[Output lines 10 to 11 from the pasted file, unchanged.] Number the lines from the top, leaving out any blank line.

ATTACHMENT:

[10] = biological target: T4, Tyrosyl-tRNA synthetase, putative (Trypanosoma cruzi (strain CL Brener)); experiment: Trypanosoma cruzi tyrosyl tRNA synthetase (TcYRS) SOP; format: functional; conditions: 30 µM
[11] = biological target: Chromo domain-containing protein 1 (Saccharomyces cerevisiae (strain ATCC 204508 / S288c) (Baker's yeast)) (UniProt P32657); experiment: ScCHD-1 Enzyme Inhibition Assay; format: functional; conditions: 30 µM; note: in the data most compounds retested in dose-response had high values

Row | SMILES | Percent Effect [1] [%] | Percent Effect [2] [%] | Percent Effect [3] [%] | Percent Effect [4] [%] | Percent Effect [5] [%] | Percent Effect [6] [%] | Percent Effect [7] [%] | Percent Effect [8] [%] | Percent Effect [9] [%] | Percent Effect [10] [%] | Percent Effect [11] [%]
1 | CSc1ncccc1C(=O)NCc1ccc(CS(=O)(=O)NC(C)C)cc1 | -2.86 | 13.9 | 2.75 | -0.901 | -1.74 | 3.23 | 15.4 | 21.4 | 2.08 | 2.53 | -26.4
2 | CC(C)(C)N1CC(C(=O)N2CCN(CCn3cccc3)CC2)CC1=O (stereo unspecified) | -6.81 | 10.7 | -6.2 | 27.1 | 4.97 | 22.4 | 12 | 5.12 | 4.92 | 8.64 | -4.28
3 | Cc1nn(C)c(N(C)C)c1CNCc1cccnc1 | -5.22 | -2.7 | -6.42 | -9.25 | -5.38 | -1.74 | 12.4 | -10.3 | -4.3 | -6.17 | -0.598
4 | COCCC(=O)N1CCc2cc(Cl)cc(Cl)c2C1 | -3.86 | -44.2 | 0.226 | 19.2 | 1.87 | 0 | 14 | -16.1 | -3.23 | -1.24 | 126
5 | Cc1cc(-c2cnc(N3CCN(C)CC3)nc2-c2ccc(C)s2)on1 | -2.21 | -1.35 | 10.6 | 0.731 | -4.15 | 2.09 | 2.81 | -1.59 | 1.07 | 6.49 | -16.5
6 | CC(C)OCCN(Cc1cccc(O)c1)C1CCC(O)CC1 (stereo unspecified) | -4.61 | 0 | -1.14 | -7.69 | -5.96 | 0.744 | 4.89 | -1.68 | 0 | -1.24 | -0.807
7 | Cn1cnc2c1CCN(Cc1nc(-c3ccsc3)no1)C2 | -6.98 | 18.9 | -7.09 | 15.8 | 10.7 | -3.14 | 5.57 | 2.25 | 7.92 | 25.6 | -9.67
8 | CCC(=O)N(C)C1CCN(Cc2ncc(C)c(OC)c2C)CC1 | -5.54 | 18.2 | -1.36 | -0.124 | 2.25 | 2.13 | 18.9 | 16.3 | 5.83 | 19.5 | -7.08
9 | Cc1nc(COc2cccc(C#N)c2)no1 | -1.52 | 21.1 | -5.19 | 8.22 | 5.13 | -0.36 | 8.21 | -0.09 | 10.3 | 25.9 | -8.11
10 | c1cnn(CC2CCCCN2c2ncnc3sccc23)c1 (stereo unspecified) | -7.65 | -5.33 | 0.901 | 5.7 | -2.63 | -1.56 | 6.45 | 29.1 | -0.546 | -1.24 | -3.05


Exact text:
7 | Cn1cnc2c1CCN(Cc1nc(-c3ccsc3)no1)C2 | -6.98 | 18.9 | -7.09 | 15.8 | 10.7 | -3.14 | 5.57 | 2.25 | 7.92 | 25.6 | -9.67
8 | CCC(=O)N(C)C1CCN(Cc2ncc(C)c(OC)c2C)CC1 | -5.54 | 18.2 | -1.36 | -0.124 | 2.25 | 2.13 | 18.9 | 16.3 | 5.83 | 19.5 | -7.08